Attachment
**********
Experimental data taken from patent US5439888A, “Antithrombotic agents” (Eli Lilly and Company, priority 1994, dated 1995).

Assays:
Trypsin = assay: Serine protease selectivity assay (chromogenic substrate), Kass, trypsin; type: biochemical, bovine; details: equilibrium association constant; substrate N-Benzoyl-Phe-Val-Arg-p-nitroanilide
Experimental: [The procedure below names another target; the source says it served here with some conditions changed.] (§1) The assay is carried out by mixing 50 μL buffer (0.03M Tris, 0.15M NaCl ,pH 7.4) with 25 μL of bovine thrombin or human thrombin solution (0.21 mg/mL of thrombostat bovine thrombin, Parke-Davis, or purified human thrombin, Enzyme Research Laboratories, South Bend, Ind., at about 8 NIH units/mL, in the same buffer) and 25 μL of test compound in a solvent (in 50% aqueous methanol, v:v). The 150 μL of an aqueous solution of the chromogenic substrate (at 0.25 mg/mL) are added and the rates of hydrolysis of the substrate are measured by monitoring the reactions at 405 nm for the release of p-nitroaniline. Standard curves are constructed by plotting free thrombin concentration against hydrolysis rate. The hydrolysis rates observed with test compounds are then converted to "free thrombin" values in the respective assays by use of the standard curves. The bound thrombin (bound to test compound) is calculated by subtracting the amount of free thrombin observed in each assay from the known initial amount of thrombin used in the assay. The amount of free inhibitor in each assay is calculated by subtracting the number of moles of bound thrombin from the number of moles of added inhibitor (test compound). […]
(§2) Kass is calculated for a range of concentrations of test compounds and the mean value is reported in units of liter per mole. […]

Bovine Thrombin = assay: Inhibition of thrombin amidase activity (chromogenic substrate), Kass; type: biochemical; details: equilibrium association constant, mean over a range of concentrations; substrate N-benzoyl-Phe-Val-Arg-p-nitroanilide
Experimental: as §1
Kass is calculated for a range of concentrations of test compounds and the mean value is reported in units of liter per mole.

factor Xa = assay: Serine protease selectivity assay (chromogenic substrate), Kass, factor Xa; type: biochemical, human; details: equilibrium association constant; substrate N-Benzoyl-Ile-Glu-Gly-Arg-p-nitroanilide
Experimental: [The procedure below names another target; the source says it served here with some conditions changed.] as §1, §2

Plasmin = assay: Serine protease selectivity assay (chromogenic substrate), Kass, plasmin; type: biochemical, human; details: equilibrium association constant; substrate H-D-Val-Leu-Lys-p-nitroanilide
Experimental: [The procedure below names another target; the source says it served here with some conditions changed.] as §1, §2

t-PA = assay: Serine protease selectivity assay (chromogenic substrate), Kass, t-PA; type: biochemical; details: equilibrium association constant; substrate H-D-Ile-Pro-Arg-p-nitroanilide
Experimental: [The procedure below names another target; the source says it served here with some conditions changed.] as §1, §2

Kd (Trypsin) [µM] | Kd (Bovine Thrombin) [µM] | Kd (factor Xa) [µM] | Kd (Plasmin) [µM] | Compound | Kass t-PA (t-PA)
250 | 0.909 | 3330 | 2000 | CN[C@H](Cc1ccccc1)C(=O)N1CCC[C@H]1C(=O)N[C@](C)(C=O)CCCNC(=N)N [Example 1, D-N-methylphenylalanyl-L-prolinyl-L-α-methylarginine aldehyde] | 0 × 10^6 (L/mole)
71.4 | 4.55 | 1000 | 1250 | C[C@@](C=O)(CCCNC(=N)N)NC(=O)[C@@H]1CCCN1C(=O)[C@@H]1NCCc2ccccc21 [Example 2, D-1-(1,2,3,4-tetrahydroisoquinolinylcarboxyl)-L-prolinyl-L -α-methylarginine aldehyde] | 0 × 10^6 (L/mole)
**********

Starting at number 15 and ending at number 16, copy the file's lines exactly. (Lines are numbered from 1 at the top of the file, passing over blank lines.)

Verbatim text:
Kd (Trypsin) [µM] | Kd (Bovine Thrombin) [µM] | Kd (factor Xa) [µM] | Kd (Plasmin) [µM] | Compound | Kass t-PA (t-PA)
250 | 0.909 | 3330 | 2000 | CN[C@H](Cc1ccccc1)C(=O)N1CCC[C@H]1C(=O)N[C@](C)(C=O)CCCNC(=N)N [Example 1, D-N-methylphenylalanyl-L-prolinyl-L-α-methylarginine aldehyde] | 0 × 10^6 (L/mole)